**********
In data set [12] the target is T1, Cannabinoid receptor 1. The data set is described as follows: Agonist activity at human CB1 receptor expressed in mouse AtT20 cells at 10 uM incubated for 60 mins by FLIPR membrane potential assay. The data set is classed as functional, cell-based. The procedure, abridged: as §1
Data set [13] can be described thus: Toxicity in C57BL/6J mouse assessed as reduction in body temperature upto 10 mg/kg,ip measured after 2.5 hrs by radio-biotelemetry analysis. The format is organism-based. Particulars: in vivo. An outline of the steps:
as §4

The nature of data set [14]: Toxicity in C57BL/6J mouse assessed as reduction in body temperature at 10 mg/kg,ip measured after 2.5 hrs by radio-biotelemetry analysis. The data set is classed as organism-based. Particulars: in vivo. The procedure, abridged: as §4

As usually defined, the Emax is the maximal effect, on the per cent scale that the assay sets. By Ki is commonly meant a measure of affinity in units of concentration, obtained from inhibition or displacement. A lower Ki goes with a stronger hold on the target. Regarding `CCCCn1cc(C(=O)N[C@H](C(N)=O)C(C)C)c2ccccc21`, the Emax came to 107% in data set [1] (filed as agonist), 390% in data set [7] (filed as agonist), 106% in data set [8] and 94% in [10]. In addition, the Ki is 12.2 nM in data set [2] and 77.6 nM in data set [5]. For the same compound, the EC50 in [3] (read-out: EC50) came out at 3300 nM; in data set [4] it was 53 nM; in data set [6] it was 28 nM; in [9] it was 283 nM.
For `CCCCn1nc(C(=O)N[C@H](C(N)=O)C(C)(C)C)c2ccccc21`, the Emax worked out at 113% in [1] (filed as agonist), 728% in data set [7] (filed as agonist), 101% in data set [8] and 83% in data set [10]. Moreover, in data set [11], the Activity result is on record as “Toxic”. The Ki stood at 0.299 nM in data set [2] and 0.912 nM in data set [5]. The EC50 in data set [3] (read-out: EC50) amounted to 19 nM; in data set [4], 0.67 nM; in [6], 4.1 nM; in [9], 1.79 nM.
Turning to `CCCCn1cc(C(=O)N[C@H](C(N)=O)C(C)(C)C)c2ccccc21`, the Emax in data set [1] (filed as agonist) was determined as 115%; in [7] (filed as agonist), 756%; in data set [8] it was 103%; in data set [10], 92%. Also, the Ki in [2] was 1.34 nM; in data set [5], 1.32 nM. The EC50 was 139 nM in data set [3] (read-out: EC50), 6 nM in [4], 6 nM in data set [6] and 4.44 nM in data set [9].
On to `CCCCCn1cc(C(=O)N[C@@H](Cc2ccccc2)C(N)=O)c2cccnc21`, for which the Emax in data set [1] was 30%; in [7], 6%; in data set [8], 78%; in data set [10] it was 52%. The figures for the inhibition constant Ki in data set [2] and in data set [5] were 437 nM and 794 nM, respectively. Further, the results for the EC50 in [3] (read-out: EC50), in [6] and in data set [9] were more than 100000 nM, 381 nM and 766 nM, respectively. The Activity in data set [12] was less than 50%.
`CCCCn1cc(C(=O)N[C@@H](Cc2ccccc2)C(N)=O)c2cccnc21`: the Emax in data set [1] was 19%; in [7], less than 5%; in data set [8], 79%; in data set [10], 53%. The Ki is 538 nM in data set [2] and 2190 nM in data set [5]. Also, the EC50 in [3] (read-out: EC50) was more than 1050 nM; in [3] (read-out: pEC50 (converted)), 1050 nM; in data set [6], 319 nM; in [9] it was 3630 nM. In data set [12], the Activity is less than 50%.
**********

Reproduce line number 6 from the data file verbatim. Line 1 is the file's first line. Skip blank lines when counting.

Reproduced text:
For `CCCCn1nc(C(=O)N[C@H](C(N)=O)C(C)(C)C)c2ccccc21`, the Emax worked out at 113% in [1] (filed as agonist), 728% in data set [7] (filed as agonist), 101% in data set [8] and 83% in data set [10]. Moreover, in data set [11], the Activity result is on record as “Toxic”. The Ki stood at 0.299 nM in data set [2] and 0.912 nM in data set [5]. The EC50 in data set [3] (read-out: EC50) amounted to 19 nM; in data set [4], 0.67 nM; in [6], 4.1 nM; in [9], 1.79 nM.